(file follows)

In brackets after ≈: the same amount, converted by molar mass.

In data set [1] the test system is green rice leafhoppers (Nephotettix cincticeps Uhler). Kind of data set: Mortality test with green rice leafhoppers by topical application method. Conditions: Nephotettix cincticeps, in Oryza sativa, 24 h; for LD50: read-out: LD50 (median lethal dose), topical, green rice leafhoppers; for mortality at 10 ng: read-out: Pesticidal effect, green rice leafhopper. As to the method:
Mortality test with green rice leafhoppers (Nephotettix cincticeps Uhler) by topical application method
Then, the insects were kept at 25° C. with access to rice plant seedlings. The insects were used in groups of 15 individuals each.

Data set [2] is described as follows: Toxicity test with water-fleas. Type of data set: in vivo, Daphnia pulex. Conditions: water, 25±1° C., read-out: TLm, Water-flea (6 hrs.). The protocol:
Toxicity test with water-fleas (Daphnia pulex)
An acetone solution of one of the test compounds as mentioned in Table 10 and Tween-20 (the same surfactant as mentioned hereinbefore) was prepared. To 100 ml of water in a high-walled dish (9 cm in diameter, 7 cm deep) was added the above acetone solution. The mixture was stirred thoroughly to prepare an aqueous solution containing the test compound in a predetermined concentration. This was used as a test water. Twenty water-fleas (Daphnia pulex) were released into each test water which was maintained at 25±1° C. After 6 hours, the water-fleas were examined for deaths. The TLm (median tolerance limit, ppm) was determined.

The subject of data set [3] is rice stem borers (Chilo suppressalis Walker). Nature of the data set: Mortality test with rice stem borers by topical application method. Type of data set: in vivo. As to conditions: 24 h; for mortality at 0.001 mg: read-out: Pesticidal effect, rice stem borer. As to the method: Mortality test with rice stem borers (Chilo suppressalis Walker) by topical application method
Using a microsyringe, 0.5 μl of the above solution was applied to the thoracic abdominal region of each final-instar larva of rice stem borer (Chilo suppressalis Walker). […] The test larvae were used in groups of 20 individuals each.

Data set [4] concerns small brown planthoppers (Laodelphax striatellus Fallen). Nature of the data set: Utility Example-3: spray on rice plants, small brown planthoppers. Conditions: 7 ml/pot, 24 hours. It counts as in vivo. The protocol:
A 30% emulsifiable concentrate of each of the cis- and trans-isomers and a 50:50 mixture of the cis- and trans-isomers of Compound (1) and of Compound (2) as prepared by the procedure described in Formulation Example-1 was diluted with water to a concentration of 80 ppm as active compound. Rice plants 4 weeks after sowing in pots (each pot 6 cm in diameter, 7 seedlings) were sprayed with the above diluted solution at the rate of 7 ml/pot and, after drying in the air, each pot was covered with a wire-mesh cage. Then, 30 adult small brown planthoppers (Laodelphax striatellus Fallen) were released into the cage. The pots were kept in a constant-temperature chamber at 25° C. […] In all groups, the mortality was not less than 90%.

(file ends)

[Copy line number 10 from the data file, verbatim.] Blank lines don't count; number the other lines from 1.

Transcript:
Data set [4] concerns small brown planthoppers (Laodelphax striatellus Fallen). Nature of the data set: Utility Example-3: spray on rice plants, small brown planthoppers. Conditions: 7 ml/pot, 24 hours. It counts as in vivo. The protocol: